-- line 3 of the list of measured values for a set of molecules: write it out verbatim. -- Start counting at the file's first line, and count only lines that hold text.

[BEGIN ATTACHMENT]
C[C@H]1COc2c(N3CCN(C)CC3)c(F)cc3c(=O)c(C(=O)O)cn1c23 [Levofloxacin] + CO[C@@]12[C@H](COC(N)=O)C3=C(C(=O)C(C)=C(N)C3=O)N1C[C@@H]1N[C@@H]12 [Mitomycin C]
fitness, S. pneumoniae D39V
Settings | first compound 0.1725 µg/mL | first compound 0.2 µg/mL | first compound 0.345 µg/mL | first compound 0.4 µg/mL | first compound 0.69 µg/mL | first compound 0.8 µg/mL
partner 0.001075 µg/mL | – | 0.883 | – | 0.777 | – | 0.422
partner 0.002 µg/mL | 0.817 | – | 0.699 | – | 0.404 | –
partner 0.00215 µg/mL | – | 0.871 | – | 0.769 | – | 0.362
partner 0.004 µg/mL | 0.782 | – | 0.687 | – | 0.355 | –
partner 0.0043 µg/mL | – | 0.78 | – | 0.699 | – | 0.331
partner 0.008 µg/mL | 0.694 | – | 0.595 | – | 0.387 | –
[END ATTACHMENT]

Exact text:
Settings | first compound 0.1725 µg/mL | first compound 0.2 µg/mL | first compound 0.345 µg/mL | first compound 0.4 µg/mL | first compound 0.69 µg/mL | first compound 0.8 µg/mL